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Features & Business


Satya Pal Singh-January 8-Murders Most Foul


Satya Pal Singh. Editorial. VIII. I. XV



Sunanda Pushkar. Arushi Talwar. Naina Sahni.


Nithari Killings.

Satya Pal Singh-fnbworld By Satya Pal Singh


Shashi Tharoor-Sunanda Pushkar-fnbworld



Arushi Talwar-fnbworld











It's disturbing to note that in modern times of highly competitive scientific research and advancement the world over, we are left behind by decades. The death of Sunanda Pushkar, wife of Congress leader Shashi Tharoor, has brought to the fore yet another instance of how investigations of high-profile cases involving gruesome crimes are fudged because of inadequate probe facilities, sleuths' lethargy, absence of strong will power to seize the fulcrum of notoriety and deliberate distortion of facts driven by ulterior motives. Dehumanizing cases of Arushi Talwar murder, Tandoori killing and burning of Naina Sahni, where Congress youth leader Sushil Sharma was the culprit, and Nithari sex scandal that saw over a score women and children raped and killed are some glaring examples of how criminally vital evidence can be destroyed to push the matter into the whirl of unsustainable doubts and suspicions.

Pandher-Nithari Case-fnbworld Naina Sahni-Tandoor Murder Case- fnbworld

The controversy surrounding the examination of Sunanda's viscera sample exposes how badly equipped are our forensic laboratories where poisons such as thallium, polonium, photolabile, nerium oleander and many others can't be detected. This is a monumental shame that Indian labs don't have the right professionals and equipment to detect poison in the viscera of a victim of crime, even though we have world class technical education institutes around. Dr Sudhir Gupta, head of the forensic department at AIIMS, who conducted Sunanda's postmortem, had in his report, raised the possibility of her killing with poison. But the Indian labs, he lamented, were not equipped to detect every poison that may be used to kill someone.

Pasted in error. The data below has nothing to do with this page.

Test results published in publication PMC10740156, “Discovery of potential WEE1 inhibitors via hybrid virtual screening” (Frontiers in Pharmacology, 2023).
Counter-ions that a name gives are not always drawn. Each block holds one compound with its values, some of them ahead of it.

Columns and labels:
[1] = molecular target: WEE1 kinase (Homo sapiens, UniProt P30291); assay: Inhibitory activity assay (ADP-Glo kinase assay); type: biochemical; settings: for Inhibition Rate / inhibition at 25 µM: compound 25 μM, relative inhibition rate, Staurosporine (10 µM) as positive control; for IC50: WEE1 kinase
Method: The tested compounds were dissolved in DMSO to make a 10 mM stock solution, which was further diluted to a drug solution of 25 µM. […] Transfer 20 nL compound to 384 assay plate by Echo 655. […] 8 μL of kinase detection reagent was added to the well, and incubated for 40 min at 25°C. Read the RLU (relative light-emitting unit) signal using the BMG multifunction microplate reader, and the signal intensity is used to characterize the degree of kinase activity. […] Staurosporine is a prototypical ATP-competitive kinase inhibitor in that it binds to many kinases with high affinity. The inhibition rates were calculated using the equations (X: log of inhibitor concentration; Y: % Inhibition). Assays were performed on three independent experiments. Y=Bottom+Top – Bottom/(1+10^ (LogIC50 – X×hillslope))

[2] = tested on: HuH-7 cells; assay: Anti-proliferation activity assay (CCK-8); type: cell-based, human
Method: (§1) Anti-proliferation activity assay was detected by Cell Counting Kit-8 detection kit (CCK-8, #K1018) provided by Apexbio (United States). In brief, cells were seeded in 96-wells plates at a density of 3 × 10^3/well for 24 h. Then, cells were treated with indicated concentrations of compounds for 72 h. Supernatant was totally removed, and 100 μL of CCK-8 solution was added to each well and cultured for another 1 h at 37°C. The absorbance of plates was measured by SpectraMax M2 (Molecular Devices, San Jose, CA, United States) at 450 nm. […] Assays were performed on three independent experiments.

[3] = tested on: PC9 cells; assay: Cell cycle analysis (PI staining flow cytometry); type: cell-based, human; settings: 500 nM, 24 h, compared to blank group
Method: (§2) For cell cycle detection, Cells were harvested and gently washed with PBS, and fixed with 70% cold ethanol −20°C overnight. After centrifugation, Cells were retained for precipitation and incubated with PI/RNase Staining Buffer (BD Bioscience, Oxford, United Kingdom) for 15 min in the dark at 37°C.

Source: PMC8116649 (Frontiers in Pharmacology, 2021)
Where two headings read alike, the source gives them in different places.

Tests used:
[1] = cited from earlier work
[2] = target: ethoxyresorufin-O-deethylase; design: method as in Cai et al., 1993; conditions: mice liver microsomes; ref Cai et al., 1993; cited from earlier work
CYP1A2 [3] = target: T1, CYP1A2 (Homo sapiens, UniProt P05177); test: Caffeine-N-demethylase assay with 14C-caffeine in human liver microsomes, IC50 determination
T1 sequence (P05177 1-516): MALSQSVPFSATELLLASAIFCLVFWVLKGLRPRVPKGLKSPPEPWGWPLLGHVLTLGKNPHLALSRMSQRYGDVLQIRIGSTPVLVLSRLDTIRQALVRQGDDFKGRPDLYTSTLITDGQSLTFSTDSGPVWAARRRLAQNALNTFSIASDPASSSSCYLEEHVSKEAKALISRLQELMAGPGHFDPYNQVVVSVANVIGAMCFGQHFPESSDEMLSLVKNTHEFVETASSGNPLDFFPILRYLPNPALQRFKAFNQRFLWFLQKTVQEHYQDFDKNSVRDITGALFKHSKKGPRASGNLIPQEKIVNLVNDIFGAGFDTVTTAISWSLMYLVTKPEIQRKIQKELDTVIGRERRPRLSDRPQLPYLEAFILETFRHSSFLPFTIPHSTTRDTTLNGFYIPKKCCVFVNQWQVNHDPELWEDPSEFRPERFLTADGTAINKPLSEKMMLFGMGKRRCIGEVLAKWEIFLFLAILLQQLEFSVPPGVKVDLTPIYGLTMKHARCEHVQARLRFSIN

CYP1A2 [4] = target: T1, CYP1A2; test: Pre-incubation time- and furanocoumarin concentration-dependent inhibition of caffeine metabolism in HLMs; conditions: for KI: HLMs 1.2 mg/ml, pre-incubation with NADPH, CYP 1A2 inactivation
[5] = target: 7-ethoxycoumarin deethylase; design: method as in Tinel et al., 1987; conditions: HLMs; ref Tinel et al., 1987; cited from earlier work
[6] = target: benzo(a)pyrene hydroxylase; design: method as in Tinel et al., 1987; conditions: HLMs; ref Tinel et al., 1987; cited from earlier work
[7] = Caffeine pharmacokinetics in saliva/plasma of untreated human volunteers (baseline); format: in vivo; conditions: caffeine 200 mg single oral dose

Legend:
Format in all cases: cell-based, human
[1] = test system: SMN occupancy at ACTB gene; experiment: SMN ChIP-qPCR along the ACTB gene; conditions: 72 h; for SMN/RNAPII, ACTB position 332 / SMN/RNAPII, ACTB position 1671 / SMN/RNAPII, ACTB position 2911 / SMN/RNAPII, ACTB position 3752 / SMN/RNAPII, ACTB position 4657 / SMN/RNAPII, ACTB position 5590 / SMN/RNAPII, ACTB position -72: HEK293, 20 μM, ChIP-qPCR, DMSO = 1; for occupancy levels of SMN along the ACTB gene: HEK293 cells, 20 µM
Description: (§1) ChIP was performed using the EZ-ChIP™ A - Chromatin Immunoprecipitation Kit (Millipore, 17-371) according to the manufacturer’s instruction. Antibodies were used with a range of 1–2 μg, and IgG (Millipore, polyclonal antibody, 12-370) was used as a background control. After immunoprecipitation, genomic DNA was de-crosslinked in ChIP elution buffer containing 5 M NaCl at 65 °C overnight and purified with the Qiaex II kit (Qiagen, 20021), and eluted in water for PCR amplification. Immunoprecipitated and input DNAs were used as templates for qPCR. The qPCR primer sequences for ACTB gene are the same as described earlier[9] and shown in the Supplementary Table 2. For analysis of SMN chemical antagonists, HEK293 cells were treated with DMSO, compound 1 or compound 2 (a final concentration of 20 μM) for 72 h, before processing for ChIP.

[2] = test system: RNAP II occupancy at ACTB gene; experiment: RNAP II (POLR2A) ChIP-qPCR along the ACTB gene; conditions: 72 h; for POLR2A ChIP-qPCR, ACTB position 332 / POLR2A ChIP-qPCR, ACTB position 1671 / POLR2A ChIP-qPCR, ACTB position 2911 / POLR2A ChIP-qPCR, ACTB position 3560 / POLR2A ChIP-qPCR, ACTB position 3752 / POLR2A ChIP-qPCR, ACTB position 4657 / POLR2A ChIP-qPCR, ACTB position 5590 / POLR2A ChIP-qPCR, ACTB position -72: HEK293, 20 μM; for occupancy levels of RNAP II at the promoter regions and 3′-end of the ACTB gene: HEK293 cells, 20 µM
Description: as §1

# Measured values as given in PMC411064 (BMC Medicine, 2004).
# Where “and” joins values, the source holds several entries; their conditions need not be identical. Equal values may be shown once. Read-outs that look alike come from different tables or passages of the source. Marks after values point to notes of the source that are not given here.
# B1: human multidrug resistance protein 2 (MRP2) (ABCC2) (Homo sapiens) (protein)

Forensic labs carry out most crucial of tests needed to nail the accused. Vital test-samples include blood, DNA, semen, teeth etc that serve as crucial evidence for convictions in court. Dr Gupta had reported on January 19, 2014, immediately on completion of the autopsy, that it was "a case of sudden, unnatural death." The report, submitted to the SDM investigating the case, further added that death had been "caused due to poisoning, which could be suicidal or homicidal." He had also alleged that he was being pressurized to give a "tailor-made" report. Doctors subsequently also presented a list of poisons that could not be detected in any Indian lab, howsoever well equipped that might be.

Having lost precious one year's time, with controversies taking rounds and influential people, including some senior AIIMS officials, settling scores with Dr gupta, nothing has been conclusively established so far. As the top leaders inject politics into the case with Congress alleging revengeful vendetta to frame Tharoor, and the BJP's ruling executive rebutting the charge, investigating officials have now woken up to the need of getting the viscera examined in a foreign lab. Congress leaders see this move also as an attempt to target the party. Tharoor has, however, faced the needle of suspicion ever since his exchange of "amorous mails and chats" with Pakistani scribe Mehr Tarar and his frequent spats with Sunanda became public, causing curious flutters. Sunanda even slapped Tharoor at the airport once in the presence of former Congress Minister Manish Tiwari and pushed him aggressively aside a number of times in public view.